Towering over Olympic Park is the ArcelorMittal Orbit, Britain's largest piece of public art. Designed by Anish Kapoor and Cecil Balmond, it was the winner of a competition after London's Mayor and the Olympics Minister decided the Olympic Park was missing a signature structure. We found out we were allowed in during mornings just before it opens to the public, so we took advantage of the opportunity. Within its spaces, it's far more impressive and beautiful than I expected or imagined viewing it from the ground. The story and design impressions are pretty interesting, and the best roundup seems to be it's Wikipedia page. Quoting from Wikipedia: "Kapoor said that one of the influences on his design was the Tower of Babel, the sense of "building the impossible" that "has something mythic about it.", and that the form "straddles Eiffel and Tatlin". Balmond, working on the metaphor of an orbit, envisaged an electron cloud moving, to create a structure that appears unstable, propping itself up, "never centred, never quite vertical". Both believe that Orbit represents a new way of thinking, "a radical new piece of structure and architecture and art" that uses non-linearity – the use of "instabilities as stabilities.'" There's a lot more worth checking out on that page, so I'll just link to it below. From the top, you can see into the Olympic Stadium, where we were even able to watch the hurdles event from the Decathlon. It was also fun to see the perplexed but amused reaction of the police officers and soldiers to the mirrored art piece inside. Like the Eiffel Tower when it was new, the Orbit is often derided; but I suspect that also like the Eiffel Tower, in time it will find a place in the hearts of quite a few residents and visitors.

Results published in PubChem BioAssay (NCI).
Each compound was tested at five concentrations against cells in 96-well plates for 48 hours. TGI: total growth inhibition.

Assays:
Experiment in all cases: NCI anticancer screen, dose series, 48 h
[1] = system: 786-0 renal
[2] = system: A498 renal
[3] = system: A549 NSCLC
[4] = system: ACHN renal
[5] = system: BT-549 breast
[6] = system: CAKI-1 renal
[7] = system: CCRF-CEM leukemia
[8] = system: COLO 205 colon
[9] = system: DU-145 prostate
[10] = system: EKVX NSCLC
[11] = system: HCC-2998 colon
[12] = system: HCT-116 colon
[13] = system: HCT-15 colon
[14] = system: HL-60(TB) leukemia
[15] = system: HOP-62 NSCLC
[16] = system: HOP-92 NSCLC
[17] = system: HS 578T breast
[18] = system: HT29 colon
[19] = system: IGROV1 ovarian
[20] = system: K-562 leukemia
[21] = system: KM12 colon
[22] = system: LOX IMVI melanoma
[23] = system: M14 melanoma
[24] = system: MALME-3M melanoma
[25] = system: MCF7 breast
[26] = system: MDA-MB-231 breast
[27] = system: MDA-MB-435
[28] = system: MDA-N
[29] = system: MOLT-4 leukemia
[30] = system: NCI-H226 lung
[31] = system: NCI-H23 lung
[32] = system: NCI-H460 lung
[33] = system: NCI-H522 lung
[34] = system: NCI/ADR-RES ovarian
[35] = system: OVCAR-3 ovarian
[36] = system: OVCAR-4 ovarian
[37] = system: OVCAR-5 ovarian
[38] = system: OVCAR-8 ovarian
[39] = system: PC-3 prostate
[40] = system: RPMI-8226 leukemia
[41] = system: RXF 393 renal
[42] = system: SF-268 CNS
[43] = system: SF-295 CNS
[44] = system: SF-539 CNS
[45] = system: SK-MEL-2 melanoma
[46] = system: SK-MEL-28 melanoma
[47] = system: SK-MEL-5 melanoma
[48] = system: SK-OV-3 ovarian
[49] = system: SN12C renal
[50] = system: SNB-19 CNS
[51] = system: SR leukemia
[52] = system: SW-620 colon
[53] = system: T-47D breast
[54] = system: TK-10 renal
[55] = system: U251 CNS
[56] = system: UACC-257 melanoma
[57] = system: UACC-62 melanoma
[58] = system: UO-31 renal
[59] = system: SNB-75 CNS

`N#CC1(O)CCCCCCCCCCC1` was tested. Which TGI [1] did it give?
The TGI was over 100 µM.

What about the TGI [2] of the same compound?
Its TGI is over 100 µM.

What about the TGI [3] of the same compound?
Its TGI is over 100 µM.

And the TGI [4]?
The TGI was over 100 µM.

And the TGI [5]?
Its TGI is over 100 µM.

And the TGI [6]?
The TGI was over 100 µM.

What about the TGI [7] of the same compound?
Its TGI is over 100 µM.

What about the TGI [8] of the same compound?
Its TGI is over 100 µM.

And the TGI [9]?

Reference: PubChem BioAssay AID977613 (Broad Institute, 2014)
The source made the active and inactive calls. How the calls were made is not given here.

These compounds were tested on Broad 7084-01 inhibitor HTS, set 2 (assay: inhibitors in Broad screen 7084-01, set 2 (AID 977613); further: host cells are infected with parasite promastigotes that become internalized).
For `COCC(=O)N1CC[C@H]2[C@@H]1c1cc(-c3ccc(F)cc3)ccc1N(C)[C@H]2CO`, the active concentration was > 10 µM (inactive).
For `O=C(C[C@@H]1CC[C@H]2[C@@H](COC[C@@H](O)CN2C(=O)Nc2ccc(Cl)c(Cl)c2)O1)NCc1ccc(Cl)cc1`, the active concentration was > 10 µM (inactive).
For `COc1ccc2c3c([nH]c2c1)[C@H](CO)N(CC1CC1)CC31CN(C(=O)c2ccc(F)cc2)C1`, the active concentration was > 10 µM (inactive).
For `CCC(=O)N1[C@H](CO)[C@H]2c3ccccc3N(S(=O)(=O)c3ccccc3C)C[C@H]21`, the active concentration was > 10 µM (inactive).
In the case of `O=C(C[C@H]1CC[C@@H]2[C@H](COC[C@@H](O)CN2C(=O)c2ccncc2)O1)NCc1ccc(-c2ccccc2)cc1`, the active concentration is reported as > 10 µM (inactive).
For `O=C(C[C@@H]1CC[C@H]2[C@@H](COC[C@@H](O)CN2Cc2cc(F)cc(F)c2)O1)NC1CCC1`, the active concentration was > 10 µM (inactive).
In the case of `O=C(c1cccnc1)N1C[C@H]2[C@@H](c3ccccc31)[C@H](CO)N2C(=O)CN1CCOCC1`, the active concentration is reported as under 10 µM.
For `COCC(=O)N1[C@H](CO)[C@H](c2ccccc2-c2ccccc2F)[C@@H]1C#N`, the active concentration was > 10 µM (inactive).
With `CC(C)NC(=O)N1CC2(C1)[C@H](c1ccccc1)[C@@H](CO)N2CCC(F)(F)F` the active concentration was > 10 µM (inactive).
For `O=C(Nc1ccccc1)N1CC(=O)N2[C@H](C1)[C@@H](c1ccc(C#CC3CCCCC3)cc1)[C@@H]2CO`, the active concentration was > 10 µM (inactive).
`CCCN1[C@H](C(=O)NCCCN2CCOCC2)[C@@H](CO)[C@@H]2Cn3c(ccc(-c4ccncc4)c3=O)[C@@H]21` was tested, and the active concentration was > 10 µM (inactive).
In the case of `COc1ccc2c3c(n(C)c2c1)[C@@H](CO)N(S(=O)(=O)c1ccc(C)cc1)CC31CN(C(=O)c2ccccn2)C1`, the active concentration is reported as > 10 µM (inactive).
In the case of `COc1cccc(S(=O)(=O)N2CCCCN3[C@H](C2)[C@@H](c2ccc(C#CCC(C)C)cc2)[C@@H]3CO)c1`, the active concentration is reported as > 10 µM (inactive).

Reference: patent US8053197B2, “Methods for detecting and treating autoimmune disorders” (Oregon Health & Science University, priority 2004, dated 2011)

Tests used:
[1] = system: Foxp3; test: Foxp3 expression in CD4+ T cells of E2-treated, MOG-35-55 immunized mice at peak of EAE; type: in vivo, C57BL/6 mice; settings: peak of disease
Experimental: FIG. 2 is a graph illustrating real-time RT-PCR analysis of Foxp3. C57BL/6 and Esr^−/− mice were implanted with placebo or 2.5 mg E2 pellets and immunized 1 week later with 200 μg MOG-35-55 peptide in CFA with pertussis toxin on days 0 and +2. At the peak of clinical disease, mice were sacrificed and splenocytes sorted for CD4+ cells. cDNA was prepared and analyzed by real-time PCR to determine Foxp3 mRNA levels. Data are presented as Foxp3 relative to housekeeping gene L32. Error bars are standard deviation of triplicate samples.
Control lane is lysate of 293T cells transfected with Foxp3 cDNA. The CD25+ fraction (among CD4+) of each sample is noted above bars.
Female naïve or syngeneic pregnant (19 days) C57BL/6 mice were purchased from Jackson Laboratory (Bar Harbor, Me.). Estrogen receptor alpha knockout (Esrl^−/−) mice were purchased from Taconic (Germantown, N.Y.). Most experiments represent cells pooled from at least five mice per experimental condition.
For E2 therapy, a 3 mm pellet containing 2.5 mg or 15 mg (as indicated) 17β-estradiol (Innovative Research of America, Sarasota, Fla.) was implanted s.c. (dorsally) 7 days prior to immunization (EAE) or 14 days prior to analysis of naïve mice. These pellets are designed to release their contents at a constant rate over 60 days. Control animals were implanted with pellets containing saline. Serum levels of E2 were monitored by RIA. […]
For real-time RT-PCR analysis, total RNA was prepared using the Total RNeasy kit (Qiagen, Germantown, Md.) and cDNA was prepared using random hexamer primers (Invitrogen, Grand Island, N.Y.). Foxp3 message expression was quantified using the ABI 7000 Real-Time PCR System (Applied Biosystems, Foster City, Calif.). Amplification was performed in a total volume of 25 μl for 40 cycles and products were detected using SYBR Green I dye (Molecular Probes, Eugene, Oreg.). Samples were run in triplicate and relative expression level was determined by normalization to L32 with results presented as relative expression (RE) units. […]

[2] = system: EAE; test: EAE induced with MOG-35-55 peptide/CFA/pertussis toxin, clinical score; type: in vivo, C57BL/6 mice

[note: apologies for blog posts before June 2009 that may not be correctly formatted]